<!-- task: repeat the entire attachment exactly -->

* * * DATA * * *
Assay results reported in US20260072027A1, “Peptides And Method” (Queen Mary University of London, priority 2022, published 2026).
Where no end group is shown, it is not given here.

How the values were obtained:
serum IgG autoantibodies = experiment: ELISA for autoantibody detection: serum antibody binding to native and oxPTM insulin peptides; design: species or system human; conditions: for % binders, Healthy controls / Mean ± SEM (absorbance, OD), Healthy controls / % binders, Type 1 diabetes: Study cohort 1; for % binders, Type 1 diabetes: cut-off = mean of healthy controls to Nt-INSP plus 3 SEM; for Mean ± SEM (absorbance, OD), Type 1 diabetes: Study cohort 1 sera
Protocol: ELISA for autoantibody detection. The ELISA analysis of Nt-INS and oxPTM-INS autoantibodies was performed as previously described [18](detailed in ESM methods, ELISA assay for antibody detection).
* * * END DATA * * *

Assay results reported in US20260072027A1, “Peptides And Method” (Queen Mary University of London, priority 2022, published 2026).
Where no end group is shown, it is not given here.

How the values were obtained:
serum IgG autoantibodies = experiment: ELISA for autoantibody detection: serum antibody binding to native and oxPTM insulin peptides; design: species or system human; conditions: for % binders, Healthy controls / Mean ± SEM (absorbance, OD), Healthy controls / % binders, Type 1 diabetes: Study cohort 1; for % binders, Type 1 diabetes: cut-off = mean of healthy controls to Nt-INSP plus 3 SEM; for Mean ± SEM (absorbance, OD), Type 1 diabetes: Study cohort 1 sera
Protocol: ELISA for autoantibody detection. The ELISA analysis of Nt-INS and oxPTM-INS autoantibodies was performed as previously described [18](detailed in ESM methods, ELISA assay for antibody detection).